What We Did Yesterday:
…Kids are mystified by most everything in the pledge. But “one nation under God” has the distinction of being a phrase that not even grown-ups are clear on. Congress inserted the words at the height of the Cold War in 1954 to underscore the difference between American values and those of the atheistic Communists. But its actual meaning is up for grabs. Does it affirm our faith in God or assert that we have his special protection? Is it a ceremonial deist formula with no especial religious character? Or is it merely a historical nod to the beliefs of the founders, as the 9th Circuit majority said?
…That ambiguity has certain advantages. But it actually came about because of a linguistic misunderstanding. The words were taken from the Gettysburg Address, where Lincoln asked his listeners to resolve that “this nation, under God, shall have a new birth of freedom.” Except that in the Gettysburg Address, “under God” didn’t modify “this nation” but the following phrase, “have a new birth of freedom.” In Lincoln’s time, “under God” was a common idiom that meant “with God’s help” or “the Lord willing.” People used it to qualify a bald prediction or promise, mindful of the admonition against vainglory in the book of James.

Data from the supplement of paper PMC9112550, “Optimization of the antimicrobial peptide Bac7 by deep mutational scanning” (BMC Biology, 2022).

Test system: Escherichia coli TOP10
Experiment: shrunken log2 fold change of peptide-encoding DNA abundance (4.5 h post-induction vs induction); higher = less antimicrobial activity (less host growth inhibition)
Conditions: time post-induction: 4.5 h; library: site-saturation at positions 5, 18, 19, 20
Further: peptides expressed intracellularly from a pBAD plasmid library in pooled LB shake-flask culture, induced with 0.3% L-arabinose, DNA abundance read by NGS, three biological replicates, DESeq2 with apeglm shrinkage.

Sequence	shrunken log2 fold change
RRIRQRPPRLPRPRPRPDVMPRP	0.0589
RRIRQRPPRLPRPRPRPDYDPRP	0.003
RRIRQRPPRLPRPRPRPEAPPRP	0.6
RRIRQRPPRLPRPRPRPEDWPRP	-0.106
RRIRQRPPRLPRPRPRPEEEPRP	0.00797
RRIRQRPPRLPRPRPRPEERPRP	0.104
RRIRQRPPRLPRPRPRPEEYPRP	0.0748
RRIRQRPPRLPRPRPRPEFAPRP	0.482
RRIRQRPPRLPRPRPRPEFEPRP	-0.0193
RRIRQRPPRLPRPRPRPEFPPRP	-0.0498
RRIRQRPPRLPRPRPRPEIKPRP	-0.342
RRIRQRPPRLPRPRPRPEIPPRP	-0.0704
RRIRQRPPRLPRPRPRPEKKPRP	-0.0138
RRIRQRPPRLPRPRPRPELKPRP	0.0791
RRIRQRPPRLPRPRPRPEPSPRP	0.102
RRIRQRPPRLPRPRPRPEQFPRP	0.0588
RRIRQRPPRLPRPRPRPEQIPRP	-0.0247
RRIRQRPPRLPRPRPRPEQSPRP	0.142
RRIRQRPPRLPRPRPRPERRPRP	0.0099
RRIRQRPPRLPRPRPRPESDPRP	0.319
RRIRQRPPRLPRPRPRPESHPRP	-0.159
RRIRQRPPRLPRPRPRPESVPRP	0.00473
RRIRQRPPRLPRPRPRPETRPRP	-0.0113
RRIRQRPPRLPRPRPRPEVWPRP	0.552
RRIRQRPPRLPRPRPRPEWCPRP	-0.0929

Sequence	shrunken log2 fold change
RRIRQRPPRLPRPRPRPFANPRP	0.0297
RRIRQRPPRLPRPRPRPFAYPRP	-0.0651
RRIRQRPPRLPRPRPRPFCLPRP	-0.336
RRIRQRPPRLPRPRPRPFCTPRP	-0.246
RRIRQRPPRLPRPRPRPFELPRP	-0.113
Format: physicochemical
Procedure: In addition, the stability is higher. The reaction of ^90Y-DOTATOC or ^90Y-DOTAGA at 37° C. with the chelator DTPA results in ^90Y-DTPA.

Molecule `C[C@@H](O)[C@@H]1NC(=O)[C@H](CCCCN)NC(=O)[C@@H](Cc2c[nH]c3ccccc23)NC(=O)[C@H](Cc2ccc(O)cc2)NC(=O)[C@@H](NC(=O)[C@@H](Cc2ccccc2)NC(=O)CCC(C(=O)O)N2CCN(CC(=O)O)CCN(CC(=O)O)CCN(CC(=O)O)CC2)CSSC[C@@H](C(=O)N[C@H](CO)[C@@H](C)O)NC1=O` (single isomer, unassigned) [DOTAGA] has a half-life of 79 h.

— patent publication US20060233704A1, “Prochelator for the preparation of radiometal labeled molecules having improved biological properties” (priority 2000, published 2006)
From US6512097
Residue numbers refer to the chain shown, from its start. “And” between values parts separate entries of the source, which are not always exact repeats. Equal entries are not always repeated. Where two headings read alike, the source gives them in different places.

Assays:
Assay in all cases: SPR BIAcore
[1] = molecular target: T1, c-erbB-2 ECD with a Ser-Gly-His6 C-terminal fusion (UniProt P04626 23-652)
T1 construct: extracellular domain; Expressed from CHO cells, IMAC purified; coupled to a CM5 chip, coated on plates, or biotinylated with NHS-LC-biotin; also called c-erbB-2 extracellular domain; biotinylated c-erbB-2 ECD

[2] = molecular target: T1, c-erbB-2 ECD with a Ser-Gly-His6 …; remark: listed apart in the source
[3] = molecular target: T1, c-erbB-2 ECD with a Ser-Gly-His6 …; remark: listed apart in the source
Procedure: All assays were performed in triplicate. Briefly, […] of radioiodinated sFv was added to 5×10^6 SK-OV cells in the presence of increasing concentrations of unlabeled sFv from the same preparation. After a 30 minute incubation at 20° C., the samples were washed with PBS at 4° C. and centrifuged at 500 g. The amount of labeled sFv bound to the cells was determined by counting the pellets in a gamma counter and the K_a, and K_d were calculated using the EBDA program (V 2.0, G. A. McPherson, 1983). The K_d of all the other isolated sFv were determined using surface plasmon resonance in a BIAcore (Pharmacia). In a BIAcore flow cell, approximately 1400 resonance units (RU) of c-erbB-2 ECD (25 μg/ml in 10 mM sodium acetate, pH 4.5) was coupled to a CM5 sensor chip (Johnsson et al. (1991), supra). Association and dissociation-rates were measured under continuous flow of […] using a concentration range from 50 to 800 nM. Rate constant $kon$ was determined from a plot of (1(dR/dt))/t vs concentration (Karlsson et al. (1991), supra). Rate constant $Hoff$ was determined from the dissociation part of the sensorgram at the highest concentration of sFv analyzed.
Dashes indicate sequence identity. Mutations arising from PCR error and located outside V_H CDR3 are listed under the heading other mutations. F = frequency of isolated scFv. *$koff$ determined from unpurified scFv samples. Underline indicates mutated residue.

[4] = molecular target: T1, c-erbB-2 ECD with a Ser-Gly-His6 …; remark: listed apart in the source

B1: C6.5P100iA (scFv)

Actually, my guess is that Lincoln would have inserted the words “under God” if he had written the Pledge of Allegiance, too, although he probably would have put them at the end. He would have been uncomfortable about describing the country as indivisible, just and free without adding a “God willing” somewhere.
By all accounts, inspired by a sermon he attended, President Eisenhower encouraged Congress to change the words of the Pledge of Allegiance in 1954. It was the height of the Cold War, and damn what the original author (ironically a Socialist) would have thought, we had to stick it to those godless Commies! And besides, it wasn’t the first time the thing had been changed.
Its been controversial ever since. Fodder for both left and right. Especially the Religious Right.
Source of annoying memes on social media.
Other than the irony I find in from people that repost this usually being offended about the idea of not saying the Pledge, I don’t know what this person is talking about. Sharkbait and Chickadee say the Pledge of Allegiance daily.
On one hand, I don’t care about the phrase “under god” because we (as a polytheistic pantheist family) have what is probably the most expansive possible idea of deity*. But on the other hand, it pisses me off that we cater to the uber-Connies and the Fundies in this country and every time someone points that out, there’s some nutty “how dare you take my rights away, back in the good old days…” reaction. At the risk of offending someone with my cursing (though if they are the sort of person offended by cursing, this entire post is likely to make them explode), Fuck ‘Em.
I’m sick of pandering.
Back in “the good old days”: